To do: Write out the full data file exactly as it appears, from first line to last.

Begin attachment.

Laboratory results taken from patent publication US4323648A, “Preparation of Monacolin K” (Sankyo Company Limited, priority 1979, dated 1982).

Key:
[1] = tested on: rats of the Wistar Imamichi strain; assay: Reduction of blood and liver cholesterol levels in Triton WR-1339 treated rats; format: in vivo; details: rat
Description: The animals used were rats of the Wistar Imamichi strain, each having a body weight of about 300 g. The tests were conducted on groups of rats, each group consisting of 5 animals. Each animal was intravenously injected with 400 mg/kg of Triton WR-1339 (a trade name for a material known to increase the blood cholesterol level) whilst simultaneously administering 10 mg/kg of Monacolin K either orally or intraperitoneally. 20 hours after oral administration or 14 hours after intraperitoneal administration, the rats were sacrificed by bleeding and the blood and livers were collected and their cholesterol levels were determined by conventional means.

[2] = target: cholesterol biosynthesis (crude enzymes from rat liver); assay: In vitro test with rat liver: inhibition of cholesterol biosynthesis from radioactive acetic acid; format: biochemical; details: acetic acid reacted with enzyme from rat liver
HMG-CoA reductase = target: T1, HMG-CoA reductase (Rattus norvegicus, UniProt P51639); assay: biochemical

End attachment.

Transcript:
Laboratory results taken from patent publication US4323648A, “Preparation of Monacolin K” (Sankyo Company Limited, priority 1979, dated 1982).

Key:
[1] = tested on: rats of the Wistar Imamichi strain; assay: Reduction of blood and liver cholesterol levels in Triton WR-1339 treated rats; format: in vivo; details: rat
Description: The animals used were rats of the Wistar Imamichi strain, each having a body weight of about 300 g. The tests were conducted on groups of rats, each group consisting of 5 animals. Each animal was intravenously injected with 400 mg/kg of Triton WR-1339 (a trade name for a material known to increase the blood cholesterol level) whilst simultaneously administering 10 mg/kg of Monacolin K either orally or intraperitoneally. 20 hours after oral administration or 14 hours after intraperitoneal administration, the rats were sacrificed by bleeding and the blood and livers were collected and their cholesterol levels were determined by conventional means.

[2] = target: cholesterol biosynthesis (crude enzymes from rat liver); assay: In vitro test with rat liver: inhibition of cholesterol biosynthesis from radioactive acetic acid; format: biochemical; details: acetic acid reacted with enzyme from rat liver
HMG-CoA reductase = target: T1, HMG-CoA reductase (Rattus norvegicus, UniProt P51639); assay: biochemical